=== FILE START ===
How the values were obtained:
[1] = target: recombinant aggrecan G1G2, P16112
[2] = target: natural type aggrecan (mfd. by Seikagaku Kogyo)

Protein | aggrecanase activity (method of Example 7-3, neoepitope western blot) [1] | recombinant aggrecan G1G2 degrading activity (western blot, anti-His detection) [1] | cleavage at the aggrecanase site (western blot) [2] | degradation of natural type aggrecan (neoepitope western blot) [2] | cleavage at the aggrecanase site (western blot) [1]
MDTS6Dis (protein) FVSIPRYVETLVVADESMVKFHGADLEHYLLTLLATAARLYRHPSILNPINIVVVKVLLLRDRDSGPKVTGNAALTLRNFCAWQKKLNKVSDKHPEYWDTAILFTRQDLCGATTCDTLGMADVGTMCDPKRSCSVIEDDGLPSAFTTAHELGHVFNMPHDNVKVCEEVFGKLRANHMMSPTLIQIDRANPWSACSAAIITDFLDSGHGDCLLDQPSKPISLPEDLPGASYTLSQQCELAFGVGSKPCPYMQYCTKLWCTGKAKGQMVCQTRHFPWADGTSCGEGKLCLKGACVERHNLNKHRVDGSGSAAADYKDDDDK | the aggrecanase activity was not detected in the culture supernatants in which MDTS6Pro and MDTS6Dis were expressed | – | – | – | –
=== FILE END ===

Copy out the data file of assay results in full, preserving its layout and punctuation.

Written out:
How the values were obtained:
[1] = target: recombinant aggrecan G1G2, P16112
[2] = target: natural type aggrecan (mfd. by Seikagaku Kogyo)

Protein | aggrecanase activity (method of Example 7-3, neoepitope western blot) [1] | recombinant aggrecan G1G2 degrading activity (western blot, anti-His detection) [1] | cleavage at the aggrecanase site (western blot) [2] | degradation of natural type aggrecan (neoepitope western blot) [2] | cleavage at the aggrecanase site (western blot) [1]
MDTS6Dis (protein) FVSIPRYVETLVVADESMVKFHGADLEHYLLTLLATAARLYRHPSILNPINIVVVKVLLLRDRDSGPKVTGNAALTLRNFCAWQKKLNKVSDKHPEYWDTAILFTRQDLCGATTCDTLGMADVGTMCDPKRSCSVIEDDGLPSAFTTAHELGHVFNMPHDNVKVCEEVFGKLRANHMMSPTLIQIDRANPWSACSAAIITDFLDSGHGDCLLDQPSKPISLPEDLPGASYTLSQQCELAFGVGSKPCPYMQYCTKLWCTGKAKGQMVCQTRHFPWADGTSCGEGKLCLKGACVERHNLNKHRVDGSGSAAADYKDDDDK | the aggrecanase activity was not detected in the culture supernatants in which MDTS6Pro and MDTS6Dis were expressed | – | – | – | –